21. 21. Definition of Academic Library Engagement <ul><li>(based on the Boyer framework for engagement and supplemented by review of strategic planning documents of selected academic libraries): </li></ul><ul><li>“ Sustained, strategic positioning of the academic library to create collaborative, reciprocal relationships with identified partners in order to advance institutional, community, and societal goals; to solve institutional-level and community-level problems; to create new knowledge, new products and services; and to effect qualitatively different roles for academic libraries themselves through impact, integration, and outreach to their varied constituencies.” </li></ul><ul><li>(Gibson and Dixon, 2011: p. 342) </li></ul>
  22. 22. Research Agendas <ul><li>See Handout: </li></ul><ul><li>Bibliography, Section: “Professional Organizations”. </li></ul><ul><li>American Association of Law Libraries </li></ul><ul><li>Association of College Research Libraries </li></ul><ul><li>Special Libraries Association </li></ul><ul><li>See also USC ’s latest research policy: </li></ul><ul><li>Creativity and Collaboration in the Academy: </li></ul><ul><li> 
  23. 23. “ Research in Librarianship: Issues to Consider.” <ul><li>How well-developed is our research base in librarianship? </li></ul><ul><li>Is there sufficient research upon which library professionals can rely for decision-making? </li></ul><ul><li>What areas of librarianship are most in need of research? </li></ul><ul><li>What obstacles keep librarians from doing research and what can be done to overcome these obstacles? </li></ul><ul><li>Are there possible solutions for nurturing a professional environment in which conducting and using research becomes an accepted and expected part of our practice? </li></ul><ul><li>(Kufogiannakis & Crumley, 2006) </li></ul>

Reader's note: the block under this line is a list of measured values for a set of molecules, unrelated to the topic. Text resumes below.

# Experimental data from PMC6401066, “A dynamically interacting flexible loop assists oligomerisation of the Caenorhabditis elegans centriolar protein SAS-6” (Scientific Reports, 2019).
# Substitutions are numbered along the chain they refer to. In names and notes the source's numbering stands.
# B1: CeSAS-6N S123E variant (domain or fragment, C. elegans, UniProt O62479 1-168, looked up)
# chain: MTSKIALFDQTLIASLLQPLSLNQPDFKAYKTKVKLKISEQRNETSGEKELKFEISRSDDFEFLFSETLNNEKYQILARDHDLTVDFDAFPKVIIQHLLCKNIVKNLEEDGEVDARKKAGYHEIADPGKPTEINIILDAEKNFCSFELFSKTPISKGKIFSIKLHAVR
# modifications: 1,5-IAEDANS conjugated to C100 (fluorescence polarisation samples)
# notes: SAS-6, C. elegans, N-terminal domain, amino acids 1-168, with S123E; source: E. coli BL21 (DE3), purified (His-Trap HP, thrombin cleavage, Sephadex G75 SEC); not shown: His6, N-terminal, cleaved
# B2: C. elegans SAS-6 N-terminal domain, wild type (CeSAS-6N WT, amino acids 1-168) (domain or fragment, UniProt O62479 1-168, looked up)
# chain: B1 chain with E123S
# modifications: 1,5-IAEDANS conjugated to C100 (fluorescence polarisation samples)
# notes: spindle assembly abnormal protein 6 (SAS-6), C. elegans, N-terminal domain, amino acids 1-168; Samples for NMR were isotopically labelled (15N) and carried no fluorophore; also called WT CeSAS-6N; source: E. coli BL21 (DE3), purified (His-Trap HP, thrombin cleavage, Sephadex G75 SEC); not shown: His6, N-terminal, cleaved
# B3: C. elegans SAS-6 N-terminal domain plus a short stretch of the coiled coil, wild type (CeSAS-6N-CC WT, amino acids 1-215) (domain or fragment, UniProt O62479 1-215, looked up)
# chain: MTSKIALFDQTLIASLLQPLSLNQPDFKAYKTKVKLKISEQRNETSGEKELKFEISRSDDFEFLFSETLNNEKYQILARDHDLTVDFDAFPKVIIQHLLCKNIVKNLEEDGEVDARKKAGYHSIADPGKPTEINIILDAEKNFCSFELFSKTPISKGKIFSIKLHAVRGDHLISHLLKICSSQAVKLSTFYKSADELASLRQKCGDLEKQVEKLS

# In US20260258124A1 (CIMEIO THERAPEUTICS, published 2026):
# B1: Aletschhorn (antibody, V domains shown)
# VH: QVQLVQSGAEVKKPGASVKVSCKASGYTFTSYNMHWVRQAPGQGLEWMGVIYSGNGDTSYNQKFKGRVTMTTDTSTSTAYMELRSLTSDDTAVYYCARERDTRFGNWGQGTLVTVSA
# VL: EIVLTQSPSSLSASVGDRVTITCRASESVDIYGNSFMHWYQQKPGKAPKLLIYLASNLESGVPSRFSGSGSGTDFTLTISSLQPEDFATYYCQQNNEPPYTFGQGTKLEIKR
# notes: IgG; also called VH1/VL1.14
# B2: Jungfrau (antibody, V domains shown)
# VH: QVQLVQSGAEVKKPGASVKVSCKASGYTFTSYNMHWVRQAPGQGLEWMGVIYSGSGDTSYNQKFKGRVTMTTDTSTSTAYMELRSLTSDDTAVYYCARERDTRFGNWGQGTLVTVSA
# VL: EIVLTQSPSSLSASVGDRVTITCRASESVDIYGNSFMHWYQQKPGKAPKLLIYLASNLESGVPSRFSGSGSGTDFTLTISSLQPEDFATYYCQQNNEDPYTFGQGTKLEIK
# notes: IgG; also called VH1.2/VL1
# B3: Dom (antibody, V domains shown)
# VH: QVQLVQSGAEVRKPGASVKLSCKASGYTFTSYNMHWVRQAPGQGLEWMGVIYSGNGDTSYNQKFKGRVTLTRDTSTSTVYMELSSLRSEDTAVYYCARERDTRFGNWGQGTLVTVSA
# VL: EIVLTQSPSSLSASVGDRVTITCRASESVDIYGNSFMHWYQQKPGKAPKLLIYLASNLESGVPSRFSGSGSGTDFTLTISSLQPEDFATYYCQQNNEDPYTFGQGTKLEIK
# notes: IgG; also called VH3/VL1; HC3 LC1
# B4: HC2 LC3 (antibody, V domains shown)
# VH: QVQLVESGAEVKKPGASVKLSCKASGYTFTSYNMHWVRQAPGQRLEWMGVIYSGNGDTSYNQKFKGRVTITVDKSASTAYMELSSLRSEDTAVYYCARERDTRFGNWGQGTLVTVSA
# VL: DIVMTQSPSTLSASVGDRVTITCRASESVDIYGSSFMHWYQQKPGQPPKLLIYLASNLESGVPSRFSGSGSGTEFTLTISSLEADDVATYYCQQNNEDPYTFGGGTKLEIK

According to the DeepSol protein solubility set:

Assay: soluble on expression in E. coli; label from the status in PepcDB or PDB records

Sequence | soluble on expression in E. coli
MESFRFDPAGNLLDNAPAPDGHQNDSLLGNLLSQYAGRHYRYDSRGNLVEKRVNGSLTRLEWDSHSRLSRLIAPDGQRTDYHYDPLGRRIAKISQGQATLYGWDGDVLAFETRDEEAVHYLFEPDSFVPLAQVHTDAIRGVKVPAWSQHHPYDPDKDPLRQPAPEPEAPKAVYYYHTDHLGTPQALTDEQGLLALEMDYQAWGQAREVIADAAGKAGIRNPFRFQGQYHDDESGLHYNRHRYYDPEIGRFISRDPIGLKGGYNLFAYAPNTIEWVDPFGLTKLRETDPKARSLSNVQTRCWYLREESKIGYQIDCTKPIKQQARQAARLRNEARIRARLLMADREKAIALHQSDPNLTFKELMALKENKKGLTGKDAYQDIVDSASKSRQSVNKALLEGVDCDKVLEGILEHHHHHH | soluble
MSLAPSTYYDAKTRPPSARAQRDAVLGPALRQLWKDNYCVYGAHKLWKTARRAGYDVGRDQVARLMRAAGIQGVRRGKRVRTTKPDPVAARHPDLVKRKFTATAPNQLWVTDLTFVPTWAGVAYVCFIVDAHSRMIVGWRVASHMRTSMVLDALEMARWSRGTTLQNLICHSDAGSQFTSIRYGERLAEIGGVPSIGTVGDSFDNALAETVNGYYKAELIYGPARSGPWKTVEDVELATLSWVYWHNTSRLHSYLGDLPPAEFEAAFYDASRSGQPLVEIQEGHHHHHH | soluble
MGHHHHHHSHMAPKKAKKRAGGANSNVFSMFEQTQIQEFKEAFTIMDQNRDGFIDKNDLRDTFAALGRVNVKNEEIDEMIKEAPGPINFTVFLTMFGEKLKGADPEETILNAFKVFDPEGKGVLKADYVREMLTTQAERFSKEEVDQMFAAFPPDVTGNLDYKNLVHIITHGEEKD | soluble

24. 24. <ul><li>Articulating your own </li></ul><ul><li>Research Statement </li></ul>
  25. 25. Why prepare a research/scholarship statement? <ul><li>Variably called a Statement of Research Goals or Interests, Research Agenda, or Research Statement, many academic job searches give you the opportunity to present your scholarly accomplishments in a summary document. </li></ul><ul><li>A research statement is often a critical part of your job application packet, but it doesn't end there. Throughout a career in academia you are likely to be asked to prepare similar documents for annual reviews, reappointment and tenure packages, and for promotion. Shorter summaries may be submitted for awards or publicity , or may appear on your departmental web pages. </li></ul><ul><li>For this reason, the time you commit to crafting a thoughtful and provocative statement of your research interests is an investment in your academic career . </li></ul><ul><li>(Britt and Beane, 2009) </li></ul>